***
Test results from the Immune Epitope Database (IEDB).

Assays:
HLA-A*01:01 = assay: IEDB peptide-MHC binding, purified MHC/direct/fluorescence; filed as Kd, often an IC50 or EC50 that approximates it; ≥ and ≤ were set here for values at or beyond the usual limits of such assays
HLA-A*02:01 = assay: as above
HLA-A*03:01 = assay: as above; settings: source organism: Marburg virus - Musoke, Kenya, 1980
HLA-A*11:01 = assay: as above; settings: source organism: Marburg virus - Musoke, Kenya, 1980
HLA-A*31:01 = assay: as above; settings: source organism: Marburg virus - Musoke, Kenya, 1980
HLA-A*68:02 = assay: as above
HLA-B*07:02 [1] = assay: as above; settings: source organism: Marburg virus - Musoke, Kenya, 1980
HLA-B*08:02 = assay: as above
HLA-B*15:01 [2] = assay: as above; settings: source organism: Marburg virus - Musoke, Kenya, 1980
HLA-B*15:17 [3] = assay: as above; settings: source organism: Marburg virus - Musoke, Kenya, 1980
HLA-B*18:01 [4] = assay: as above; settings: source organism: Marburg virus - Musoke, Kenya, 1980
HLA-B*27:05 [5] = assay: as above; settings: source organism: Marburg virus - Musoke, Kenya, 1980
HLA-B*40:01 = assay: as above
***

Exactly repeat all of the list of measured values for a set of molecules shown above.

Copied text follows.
Test results from the Immune Epitope Database (IEDB).

Assays:
HLA-A*01:01 = assay: IEDB peptide-MHC binding, purified MHC/direct/fluorescence; filed as Kd, often an IC50 or EC50 that approximates it; ≥ and ≤ were set here for values at or beyond the usual limits of such assays
HLA-A*02:01 = assay: as above
HLA-A*03:01 = assay: as above; settings: source organism: Marburg virus - Musoke, Kenya, 1980
HLA-A*11:01 = assay: as above; settings: source organism: Marburg virus - Musoke, Kenya, 1980
HLA-A*31:01 = assay: as above; settings: source organism: Marburg virus - Musoke, Kenya, 1980
HLA-A*68:02 = assay: as above
HLA-B*07:02 [1] = assay: as above; settings: source organism: Marburg virus - Musoke, Kenya, 1980
HLA-B*08:02 = assay: as above
HLA-B*15:01 [2] = assay: as above; settings: source organism: Marburg virus - Musoke, Kenya, 1980
HLA-B*15:17 [3] = assay: as above; settings: source organism: Marburg virus - Musoke, Kenya, 1980
HLA-B*18:01 [4] = assay: as above; settings: source organism: Marburg virus - Musoke, Kenya, 1980
HLA-B*27:05 [5] = assay: as above; settings: source organism: Marburg virus - Musoke, Kenya, 1980
HLA-B*40:01 = assay: as above